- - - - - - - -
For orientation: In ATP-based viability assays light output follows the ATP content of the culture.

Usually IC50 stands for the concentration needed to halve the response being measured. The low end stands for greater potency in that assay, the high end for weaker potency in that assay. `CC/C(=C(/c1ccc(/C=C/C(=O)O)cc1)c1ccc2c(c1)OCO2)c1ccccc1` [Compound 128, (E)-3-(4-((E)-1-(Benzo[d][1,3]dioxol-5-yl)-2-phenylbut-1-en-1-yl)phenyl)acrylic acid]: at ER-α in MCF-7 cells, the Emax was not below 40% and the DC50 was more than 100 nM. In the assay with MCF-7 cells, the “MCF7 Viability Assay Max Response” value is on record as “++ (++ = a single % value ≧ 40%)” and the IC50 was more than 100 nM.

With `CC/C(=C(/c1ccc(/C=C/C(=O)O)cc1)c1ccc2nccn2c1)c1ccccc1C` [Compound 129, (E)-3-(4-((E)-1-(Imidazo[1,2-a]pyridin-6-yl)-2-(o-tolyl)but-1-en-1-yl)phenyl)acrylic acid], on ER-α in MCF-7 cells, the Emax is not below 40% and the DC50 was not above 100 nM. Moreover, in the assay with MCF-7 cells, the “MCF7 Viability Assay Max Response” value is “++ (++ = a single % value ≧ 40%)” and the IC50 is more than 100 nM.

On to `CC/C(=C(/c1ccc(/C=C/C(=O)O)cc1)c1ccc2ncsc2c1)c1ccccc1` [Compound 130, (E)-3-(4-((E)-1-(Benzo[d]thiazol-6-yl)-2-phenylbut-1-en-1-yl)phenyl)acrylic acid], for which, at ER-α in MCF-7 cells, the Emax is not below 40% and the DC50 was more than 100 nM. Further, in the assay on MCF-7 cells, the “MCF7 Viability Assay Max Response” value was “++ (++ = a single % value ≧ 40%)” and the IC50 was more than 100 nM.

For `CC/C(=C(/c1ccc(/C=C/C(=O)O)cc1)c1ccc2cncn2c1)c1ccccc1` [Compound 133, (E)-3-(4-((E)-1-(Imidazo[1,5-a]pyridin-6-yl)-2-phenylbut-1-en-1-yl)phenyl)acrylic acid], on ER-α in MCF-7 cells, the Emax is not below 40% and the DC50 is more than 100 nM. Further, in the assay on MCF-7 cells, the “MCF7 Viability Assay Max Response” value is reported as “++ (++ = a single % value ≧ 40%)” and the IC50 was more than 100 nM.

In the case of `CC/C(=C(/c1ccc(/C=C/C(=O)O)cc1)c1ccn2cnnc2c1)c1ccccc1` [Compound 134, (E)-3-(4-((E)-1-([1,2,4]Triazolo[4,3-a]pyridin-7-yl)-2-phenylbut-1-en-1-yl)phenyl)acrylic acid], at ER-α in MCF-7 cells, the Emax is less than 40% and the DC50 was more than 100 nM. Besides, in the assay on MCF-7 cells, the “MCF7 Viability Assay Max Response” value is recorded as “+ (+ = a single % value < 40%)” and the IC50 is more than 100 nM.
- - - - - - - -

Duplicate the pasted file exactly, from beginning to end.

For orientation: In ATP-based viability assays light output follows the ATP content of the culture.

Usually IC50 stands for the concentration needed to halve the response being measured. The low end stands for greater potency in that assay, the high end for weaker potency in that assay. `CC/C(=C(/c1ccc(/C=C/C(=O)O)cc1)c1ccc2c(c1)OCO2)c1ccccc1` [Compound 128, (E)-3-(4-((E)-1-(Benzo[d][1,3]dioxol-5-yl)-2-phenylbut-1-en-1-yl)phenyl)acrylic acid]: at ER-α in MCF-7 cells, the Emax was not below 40% and the DC50 was more than 100 nM. In the assay with MCF-7 cells, the “MCF7 Viability Assay Max Response” value is on record as “++ (++ = a single % value ≧ 40%)” and the IC50 was more than 100 nM.

With `CC/C(=C(/c1ccc(/C=C/C(=O)O)cc1)c1ccc2nccn2c1)c1ccccc1C` [Compound 129, (E)-3-(4-((E)-1-(Imidazo[1,2-a]pyridin-6-yl)-2-(o-tolyl)but-1-en-1-yl)phenyl)acrylic acid], on ER-α in MCF-7 cells, the Emax is not below 40% and the DC50 was not above 100 nM. Moreover, in the assay with MCF-7 cells, the “MCF7 Viability Assay Max Response” value is “++ (++ = a single % value ≧ 40%)” and the IC50 is more than 100 nM.

On to `CC/C(=C(/c1ccc(/C=C/C(=O)O)cc1)c1ccc2ncsc2c1)c1ccccc1` [Compound 130, (E)-3-(4-((E)-1-(Benzo[d]thiazol-6-yl)-2-phenylbut-1-en-1-yl)phenyl)acrylic acid], for which, at ER-α in MCF-7 cells, the Emax is not below 40% and the DC50 was more than 100 nM. Further, in the assay on MCF-7 cells, the “MCF7 Viability Assay Max Response” value was “++ (++ = a single % value ≧ 40%)” and the IC50 was more than 100 nM.

For `CC/C(=C(/c1ccc(/C=C/C(=O)O)cc1)c1ccc2cncn2c1)c1ccccc1` [Compound 133, (E)-3-(4-((E)-1-(Imidazo[1,5-a]pyridin-6-yl)-2-phenylbut-1-en-1-yl)phenyl)acrylic acid], on ER-α in MCF-7 cells, the Emax is not below 40% and the DC50 is more than 100 nM. Further, in the assay on MCF-7 cells, the “MCF7 Viability Assay Max Response” value is reported as “++ (++ = a single % value ≧ 40%)” and the IC50 was more than 100 nM.

In the case of `CC/C(=C(/c1ccc(/C=C/C(=O)O)cc1)c1ccn2cnnc2c1)c1ccccc1` [Compound 134, (E)-3-(4-((E)-1-([1,2,4]Triazolo[4,3-a]pyridin-7-yl)-2-phenylbut-1-en-1-yl)phenyl)acrylic acid], at ER-α in MCF-7 cells, the Emax is less than 40% and the DC50 was more than 100 nM. Besides, in the assay on MCF-7 cells, the “MCF7 Viability Assay Max Response” value is recorded as “+ (+ = a single % value < 40%)” and the IC50 is more than 100 nM.